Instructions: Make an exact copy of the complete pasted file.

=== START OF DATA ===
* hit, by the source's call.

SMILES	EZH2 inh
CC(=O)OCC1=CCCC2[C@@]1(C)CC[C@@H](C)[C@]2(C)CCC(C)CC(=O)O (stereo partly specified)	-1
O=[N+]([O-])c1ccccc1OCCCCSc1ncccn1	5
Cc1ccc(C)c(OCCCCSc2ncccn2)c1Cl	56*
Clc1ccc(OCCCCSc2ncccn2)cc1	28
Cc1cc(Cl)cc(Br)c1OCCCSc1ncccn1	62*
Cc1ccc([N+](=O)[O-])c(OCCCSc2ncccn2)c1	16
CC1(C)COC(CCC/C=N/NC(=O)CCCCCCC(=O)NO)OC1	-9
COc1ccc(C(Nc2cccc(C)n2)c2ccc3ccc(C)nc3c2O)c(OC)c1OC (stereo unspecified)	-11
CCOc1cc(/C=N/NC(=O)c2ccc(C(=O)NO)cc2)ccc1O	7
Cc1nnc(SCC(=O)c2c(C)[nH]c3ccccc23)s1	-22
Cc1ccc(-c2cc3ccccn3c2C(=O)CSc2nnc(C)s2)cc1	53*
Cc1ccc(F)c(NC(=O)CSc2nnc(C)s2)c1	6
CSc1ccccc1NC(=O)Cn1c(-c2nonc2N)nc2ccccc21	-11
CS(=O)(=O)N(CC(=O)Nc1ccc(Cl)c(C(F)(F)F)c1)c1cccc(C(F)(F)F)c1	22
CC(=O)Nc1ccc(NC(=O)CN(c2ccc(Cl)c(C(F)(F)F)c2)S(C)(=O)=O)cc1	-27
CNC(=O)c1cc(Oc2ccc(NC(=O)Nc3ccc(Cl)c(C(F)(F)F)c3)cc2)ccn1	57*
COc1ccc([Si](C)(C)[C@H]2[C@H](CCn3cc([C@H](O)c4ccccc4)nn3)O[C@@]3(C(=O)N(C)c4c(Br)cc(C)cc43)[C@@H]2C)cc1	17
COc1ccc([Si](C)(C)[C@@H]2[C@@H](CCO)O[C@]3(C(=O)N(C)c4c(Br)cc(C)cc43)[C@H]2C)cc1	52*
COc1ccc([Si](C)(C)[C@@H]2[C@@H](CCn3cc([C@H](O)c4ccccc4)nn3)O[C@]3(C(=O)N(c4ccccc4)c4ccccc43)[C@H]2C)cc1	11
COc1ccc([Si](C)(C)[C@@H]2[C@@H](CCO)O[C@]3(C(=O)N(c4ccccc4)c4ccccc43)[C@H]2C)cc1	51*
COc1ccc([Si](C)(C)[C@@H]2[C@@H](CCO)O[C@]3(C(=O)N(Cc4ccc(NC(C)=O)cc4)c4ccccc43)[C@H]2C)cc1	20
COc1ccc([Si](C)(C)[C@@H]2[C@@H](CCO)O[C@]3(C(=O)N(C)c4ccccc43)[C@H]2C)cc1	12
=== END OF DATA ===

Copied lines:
* hit, by the source's call.

SMILES	EZH2 inh
CC(=O)OCC1=CCCC2[C@@]1(C)CC[C@@H](C)[C@]2(C)CCC(C)CC(=O)O (stereo partly specified)	-1
O=[N+]([O-])c1ccccc1OCCCCSc1ncccn1	5
Cc1ccc(C)c(OCCCCSc2ncccn2)c1Cl	56*
Clc1ccc(OCCCCSc2ncccn2)cc1	28
Cc1cc(Cl)cc(Br)c1OCCCSc1ncccn1	62*
Cc1ccc([N+](=O)[O-])c(OCCCSc2ncccn2)c1	16
CC1(C)COC(CCC/C=N/NC(=O)CCCCCCC(=O)NO)OC1	-9
COc1ccc(C(Nc2cccc(C)n2)c2ccc3ccc(C)nc3c2O)c(OC)c1OC (stereo unspecified)	-11
CCOc1cc(/C=N/NC(=O)c2ccc(C(=O)NO)cc2)ccc1O	7
Cc1nnc(SCC(=O)c2c(C)[nH]c3ccccc23)s1	-22
Cc1ccc(-c2cc3ccccn3c2C(=O)CSc2nnc(C)s2)cc1	53*
Cc1ccc(F)c(NC(=O)CSc2nnc(C)s2)c1	6
CSc1ccccc1NC(=O)Cn1c(-c2nonc2N)nc2ccccc21	-11
CS(=O)(=O)N(CC(=O)Nc1ccc(Cl)c(C(F)(F)F)c1)c1cccc(C(F)(F)F)c1	22
CC(=O)Nc1ccc(NC(=O)CN(c2ccc(Cl)c(C(F)(F)F)c2)S(C)(=O)=O)cc1	-27
CNC(=O)c1cc(Oc2ccc(NC(=O)Nc3ccc(Cl)c(C(F)(F)F)c3)cc2)ccn1	57*
COc1ccc([Si](C)(C)[C@H]2[C@H](CCn3cc([C@H](O)c4ccccc4)nn3)O[C@@]3(C(=O)N(C)c4c(Br)cc(C)cc43)[C@@H]2C)cc1	17
COc1ccc([Si](C)(C)[C@@H]2[C@@H](CCO)O[C@]3(C(=O)N(C)c4c(Br)cc(C)cc43)[C@H]2C)cc1	52*
COc1ccc([Si](C)(C)[C@@H]2[C@@H](CCn3cc([C@H](O)c4ccccc4)nn3)O[C@]3(C(=O)N(c4ccccc4)c4ccccc43)[C@H]2C)cc1	11
COc1ccc([Si](C)(C)[C@@H]2[C@@H](CCO)O[C@]3(C(=O)N(c4ccccc4)c4ccccc43)[C@H]2C)cc1	51*
COc1ccc([Si](C)(C)[C@@H]2[C@@H](CCO)O[C@]3(C(=O)N(Cc4ccc(NC(C)=O)cc4)c4ccccc43)[C@H]2C)cc1	20
COc1ccc([Si](C)(C)[C@@H]2[C@@H](CCO)O[C@]3(C(=O)N(C)c4ccccc43)[C@H]2C)cc1	12